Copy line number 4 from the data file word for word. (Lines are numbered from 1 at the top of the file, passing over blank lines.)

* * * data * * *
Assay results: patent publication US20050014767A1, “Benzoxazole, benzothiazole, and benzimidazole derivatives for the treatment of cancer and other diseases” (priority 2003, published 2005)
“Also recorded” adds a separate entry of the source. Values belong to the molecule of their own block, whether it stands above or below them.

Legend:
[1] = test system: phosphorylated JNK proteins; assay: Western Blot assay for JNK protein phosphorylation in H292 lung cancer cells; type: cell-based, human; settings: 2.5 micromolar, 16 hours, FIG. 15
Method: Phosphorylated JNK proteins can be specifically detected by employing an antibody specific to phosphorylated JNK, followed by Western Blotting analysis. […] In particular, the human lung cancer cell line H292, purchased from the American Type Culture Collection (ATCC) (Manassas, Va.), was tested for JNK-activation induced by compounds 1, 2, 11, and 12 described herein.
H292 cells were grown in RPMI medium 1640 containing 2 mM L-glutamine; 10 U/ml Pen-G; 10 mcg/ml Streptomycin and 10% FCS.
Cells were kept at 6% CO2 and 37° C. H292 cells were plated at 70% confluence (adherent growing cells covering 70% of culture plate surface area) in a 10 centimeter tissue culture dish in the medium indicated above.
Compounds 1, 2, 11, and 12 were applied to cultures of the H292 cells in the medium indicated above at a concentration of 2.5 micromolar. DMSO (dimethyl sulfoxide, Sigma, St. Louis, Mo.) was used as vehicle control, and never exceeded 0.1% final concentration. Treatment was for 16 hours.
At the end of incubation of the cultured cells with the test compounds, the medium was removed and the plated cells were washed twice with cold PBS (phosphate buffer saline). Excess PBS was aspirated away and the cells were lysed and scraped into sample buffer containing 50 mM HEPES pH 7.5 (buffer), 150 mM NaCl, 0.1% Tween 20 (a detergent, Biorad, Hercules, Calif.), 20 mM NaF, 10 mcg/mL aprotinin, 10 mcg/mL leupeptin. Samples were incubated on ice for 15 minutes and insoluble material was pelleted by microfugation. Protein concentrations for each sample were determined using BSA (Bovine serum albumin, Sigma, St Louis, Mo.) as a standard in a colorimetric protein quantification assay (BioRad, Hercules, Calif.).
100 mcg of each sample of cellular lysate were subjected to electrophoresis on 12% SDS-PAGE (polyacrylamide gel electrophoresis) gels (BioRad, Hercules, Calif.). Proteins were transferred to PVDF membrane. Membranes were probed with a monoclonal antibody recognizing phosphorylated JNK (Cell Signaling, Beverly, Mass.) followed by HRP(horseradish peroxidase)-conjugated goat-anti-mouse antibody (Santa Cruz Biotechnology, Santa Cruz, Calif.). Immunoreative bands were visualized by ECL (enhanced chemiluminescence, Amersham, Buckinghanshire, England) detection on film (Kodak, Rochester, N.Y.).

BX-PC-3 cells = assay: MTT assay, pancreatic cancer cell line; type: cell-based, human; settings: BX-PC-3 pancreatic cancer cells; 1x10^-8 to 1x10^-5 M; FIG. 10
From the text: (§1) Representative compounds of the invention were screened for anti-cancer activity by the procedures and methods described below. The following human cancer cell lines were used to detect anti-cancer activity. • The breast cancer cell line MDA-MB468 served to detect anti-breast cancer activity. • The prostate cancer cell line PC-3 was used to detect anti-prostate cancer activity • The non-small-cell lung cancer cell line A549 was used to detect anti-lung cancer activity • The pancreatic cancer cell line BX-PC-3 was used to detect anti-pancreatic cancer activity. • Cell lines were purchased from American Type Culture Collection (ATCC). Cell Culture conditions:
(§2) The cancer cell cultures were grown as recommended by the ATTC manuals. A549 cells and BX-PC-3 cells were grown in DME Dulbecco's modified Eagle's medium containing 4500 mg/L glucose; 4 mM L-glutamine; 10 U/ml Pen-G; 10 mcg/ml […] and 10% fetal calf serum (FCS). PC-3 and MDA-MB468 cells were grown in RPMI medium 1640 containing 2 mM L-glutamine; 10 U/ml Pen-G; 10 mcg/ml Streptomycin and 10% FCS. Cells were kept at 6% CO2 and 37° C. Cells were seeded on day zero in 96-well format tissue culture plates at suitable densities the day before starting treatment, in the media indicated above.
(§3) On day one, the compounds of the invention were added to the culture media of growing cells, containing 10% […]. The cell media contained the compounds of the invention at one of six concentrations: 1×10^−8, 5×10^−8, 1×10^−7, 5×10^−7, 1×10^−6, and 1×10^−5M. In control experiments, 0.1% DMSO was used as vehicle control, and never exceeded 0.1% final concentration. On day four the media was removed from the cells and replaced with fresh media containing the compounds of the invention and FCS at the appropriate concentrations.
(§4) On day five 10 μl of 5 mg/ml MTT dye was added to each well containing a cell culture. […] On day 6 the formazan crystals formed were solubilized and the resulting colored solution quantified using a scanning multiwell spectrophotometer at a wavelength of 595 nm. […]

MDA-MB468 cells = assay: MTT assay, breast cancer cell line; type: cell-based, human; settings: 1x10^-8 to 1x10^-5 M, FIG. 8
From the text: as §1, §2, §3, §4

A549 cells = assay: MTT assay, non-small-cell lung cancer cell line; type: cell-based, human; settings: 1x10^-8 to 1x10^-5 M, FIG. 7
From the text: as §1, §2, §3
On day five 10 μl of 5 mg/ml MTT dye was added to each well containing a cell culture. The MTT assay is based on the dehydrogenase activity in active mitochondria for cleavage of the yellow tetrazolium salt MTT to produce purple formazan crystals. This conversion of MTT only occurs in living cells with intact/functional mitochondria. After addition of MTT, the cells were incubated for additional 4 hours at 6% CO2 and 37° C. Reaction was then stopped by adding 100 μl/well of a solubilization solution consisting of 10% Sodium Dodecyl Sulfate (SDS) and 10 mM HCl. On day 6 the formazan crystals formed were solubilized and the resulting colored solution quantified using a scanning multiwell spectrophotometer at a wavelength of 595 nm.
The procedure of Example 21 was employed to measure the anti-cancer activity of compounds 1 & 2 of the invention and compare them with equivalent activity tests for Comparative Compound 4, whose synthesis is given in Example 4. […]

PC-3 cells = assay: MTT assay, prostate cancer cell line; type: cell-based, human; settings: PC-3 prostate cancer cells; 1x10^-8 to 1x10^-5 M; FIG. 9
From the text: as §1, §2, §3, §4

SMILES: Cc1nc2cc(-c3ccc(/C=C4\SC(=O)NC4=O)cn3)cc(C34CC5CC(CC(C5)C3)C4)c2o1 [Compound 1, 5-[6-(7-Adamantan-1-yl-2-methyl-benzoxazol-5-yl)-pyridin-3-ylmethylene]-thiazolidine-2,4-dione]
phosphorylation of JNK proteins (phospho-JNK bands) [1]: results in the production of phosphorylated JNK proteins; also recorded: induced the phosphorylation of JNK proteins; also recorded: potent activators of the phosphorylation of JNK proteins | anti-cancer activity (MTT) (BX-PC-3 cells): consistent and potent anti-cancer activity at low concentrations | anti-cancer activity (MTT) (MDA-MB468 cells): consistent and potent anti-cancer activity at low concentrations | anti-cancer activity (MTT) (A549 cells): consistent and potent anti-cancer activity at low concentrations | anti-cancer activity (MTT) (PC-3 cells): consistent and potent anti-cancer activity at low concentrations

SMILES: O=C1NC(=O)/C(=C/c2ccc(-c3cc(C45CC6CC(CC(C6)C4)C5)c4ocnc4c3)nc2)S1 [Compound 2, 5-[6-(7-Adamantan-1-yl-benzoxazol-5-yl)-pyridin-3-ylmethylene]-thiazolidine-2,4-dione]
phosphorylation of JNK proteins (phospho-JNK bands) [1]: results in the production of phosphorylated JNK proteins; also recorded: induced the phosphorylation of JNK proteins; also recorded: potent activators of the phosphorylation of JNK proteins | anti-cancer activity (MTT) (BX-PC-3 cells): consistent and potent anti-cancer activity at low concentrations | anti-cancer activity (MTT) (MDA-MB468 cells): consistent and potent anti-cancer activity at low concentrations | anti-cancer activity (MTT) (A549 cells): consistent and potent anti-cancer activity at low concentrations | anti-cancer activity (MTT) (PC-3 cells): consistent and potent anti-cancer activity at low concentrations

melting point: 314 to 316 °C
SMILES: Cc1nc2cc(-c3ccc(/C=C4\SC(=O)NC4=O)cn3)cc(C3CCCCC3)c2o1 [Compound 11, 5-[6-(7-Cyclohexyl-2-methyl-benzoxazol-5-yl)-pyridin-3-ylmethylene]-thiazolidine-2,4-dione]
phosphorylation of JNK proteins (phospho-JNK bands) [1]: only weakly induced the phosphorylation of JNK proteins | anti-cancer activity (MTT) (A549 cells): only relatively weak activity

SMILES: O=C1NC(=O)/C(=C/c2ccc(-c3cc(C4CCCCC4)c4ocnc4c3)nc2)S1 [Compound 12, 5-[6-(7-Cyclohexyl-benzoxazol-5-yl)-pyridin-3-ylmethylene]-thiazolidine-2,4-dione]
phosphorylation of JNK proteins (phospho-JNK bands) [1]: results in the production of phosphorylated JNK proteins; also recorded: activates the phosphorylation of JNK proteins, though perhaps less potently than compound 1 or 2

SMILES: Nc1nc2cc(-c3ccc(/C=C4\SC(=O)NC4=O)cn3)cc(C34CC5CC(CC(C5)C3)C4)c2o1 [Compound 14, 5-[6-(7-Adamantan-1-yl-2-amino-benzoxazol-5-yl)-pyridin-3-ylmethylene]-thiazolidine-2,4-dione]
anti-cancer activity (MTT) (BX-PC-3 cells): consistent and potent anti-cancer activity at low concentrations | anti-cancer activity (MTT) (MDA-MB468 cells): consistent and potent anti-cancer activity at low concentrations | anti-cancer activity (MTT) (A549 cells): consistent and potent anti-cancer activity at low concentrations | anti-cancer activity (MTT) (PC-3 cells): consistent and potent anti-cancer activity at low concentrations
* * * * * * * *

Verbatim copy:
[1] = test system: phosphorylated JNK proteins; assay: Western Blot assay for JNK protein phosphorylation in H292 lung cancer cells; type: cell-based, human; settings: 2.5 micromolar, 16 hours, FIG. 15